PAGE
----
Home Crypto Regulation Malaysia to Start Cryptocurrency Regulation in The First-Quarter of 2019 – Finance...

Malaysia to Start Cryptocurrency Regulation in The First-Quarter of 2019 – Finance Minister

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Cryptocurrency regulation

The Finance Minister of Malaysia Lim Guan Eng has revealed that the country will start cryptocurrency regulation in the first quarter of 2019 to guide the activities of crypto exchanges and ICOs.

Speaking at the FinTech Conference 2018 organized by Malaysia Securities Commission on Wednesday, he revealed that the new regulations are parts of efforts by the Malaysian Securities Commission to spur the growth of alternative fundraising and investment in new asset classes in the country.

In his keynote address at the event, the Minister stated that the system jointly developed by Bank Negara Malaysia (the country’s central Bank) and the Securities Commission would serve as a comprehensive regulatory framework for all participants in the crypto industry. Lim stressed that the overriding factor behind the decision is to ensure consumer protection so as to reduce suspicion. He stated:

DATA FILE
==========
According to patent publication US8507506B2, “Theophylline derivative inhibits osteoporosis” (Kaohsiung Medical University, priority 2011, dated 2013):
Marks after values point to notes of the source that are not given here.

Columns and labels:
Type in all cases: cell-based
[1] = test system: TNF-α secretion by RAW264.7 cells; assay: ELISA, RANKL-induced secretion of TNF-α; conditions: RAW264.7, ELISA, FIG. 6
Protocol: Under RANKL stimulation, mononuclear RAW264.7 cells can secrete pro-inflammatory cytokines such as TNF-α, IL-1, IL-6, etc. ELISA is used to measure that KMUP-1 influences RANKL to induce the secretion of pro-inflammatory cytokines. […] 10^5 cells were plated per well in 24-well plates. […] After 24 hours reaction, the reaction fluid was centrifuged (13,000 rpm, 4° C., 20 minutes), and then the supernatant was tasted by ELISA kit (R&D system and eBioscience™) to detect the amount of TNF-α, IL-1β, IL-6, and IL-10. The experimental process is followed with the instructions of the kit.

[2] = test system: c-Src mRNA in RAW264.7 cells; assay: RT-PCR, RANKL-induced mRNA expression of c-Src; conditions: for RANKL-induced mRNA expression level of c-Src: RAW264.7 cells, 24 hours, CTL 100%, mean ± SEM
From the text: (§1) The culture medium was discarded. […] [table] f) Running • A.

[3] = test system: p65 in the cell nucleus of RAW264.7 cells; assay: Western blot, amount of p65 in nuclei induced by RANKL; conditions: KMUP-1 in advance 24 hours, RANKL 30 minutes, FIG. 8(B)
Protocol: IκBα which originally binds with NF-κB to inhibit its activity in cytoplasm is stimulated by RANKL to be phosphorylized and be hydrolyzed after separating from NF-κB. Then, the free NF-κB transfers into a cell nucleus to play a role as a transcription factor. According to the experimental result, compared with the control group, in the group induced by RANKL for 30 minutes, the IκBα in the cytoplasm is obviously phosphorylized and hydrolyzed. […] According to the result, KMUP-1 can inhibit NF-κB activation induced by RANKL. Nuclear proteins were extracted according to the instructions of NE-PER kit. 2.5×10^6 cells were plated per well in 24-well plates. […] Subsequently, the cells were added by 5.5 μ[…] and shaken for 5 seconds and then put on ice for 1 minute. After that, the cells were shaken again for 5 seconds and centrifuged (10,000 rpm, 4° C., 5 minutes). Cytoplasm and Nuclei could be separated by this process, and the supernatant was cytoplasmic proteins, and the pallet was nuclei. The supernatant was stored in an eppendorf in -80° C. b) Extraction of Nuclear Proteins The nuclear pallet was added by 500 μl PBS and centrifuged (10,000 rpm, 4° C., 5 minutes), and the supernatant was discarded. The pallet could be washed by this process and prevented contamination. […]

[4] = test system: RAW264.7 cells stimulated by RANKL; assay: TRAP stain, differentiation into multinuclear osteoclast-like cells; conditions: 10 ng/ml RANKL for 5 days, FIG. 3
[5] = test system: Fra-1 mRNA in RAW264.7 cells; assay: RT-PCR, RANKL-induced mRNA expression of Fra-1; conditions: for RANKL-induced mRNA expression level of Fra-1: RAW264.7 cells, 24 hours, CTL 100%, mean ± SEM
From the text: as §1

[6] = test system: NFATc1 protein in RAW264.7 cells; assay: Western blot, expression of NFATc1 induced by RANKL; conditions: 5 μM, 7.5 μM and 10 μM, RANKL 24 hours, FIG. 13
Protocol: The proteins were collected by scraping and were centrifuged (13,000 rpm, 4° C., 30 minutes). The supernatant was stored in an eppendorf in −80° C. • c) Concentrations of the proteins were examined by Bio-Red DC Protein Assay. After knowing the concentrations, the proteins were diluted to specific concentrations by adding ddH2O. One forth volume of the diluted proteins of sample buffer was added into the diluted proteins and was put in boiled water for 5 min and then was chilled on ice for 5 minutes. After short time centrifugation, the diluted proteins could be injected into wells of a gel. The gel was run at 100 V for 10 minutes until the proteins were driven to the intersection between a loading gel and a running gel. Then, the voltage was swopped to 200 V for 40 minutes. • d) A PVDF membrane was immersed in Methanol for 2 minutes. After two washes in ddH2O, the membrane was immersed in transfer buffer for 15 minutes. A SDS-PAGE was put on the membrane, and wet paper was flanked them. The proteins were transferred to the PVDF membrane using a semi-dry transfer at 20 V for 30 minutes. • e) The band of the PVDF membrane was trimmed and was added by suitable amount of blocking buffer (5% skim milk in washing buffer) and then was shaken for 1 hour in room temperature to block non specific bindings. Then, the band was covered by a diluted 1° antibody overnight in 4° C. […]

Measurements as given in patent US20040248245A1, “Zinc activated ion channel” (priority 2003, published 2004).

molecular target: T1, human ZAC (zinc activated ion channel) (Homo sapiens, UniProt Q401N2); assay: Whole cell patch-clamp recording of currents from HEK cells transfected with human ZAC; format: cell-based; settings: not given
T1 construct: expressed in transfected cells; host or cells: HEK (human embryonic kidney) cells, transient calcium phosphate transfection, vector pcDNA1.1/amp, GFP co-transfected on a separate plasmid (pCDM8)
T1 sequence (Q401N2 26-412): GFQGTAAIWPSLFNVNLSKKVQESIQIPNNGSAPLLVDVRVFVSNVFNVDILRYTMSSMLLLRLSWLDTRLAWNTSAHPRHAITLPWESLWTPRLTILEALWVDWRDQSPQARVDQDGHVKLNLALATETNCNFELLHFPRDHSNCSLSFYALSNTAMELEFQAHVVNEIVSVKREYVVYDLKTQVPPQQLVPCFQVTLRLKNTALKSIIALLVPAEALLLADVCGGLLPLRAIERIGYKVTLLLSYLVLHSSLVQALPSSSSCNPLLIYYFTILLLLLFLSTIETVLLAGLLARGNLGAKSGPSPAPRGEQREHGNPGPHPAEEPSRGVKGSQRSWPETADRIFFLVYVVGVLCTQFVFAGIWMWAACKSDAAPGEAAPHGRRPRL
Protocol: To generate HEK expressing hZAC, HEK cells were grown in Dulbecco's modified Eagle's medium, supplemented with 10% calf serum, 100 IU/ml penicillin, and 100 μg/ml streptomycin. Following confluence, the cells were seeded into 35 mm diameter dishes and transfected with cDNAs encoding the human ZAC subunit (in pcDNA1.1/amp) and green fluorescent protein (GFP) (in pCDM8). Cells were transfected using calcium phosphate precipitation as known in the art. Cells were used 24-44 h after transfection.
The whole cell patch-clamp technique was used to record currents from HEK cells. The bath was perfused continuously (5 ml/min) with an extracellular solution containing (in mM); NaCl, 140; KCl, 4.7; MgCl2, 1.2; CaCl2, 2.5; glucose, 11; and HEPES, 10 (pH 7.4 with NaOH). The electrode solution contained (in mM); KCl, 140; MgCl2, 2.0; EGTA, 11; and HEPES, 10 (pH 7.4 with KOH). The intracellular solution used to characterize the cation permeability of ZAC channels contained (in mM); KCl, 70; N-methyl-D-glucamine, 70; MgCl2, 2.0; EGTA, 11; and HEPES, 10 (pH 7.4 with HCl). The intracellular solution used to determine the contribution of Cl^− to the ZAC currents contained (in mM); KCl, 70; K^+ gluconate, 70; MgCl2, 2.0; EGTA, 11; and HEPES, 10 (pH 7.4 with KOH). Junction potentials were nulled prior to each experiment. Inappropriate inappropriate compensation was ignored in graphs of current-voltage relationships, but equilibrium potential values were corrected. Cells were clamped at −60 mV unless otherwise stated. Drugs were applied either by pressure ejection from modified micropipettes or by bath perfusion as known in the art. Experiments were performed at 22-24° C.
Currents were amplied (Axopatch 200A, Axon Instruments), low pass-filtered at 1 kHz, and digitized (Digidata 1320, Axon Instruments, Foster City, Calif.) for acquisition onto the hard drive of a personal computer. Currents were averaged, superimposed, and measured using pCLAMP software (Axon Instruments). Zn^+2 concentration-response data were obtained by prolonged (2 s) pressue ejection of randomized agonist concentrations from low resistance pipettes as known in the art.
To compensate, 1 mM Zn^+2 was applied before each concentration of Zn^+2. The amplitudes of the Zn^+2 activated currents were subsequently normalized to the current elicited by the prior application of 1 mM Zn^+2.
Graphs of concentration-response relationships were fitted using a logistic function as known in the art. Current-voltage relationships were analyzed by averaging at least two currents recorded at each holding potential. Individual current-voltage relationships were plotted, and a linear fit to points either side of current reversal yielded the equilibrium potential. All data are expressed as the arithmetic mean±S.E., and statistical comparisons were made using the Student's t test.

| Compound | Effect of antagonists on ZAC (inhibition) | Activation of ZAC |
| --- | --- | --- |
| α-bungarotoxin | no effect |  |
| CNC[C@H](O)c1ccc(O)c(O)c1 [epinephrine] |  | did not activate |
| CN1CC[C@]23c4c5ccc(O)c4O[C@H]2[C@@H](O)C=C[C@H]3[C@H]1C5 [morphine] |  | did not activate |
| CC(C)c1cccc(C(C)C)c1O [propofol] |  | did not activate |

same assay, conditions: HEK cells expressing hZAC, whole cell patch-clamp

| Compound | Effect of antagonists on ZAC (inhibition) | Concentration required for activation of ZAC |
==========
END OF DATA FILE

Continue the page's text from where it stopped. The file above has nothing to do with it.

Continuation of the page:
“While some parties might still be skeptical of this space, there can be no doubt that we need appropriate regulations to be put in place and enforced to safeguard the interest of investors. […] Both Bank Negara and the SC, in terms of formulating this framework will be under the auspices of the Finance Ministry. The Finance Ministry will lead the committee comprising of Bank Negara, the SC, and the MOF itself.”

See Also: Why Security Tokens Are Taking Over The Cryptocurrency Landscape

According to him, the regulatory framework forms an important part of the Malaysian government’s efforts to catalyse the growth of alternative funding to accelerate private sector growth and reduce government fiscal burdens. The Malaysian authorities discovered an opportunity for economic growth in the crypto industry, believing that cryptocurrency-led fundraising such as ICOs will provide solutions to the overstretched and unwilling to lend domestic financial atmosphere. Through ICOs, innovation-led start-ups can raise funds for development purposes. In the words of Lim:

“Through this, we hope to be able achieve faster fund disbursements to support a broader range of deserving MSMEs, as well as provide greater transparency to how public funding are being utilised.”

This new development potentially comes as a significant boost to cryptocurrency adoption in Malaysia and other countries are expected to follow suit in due time.

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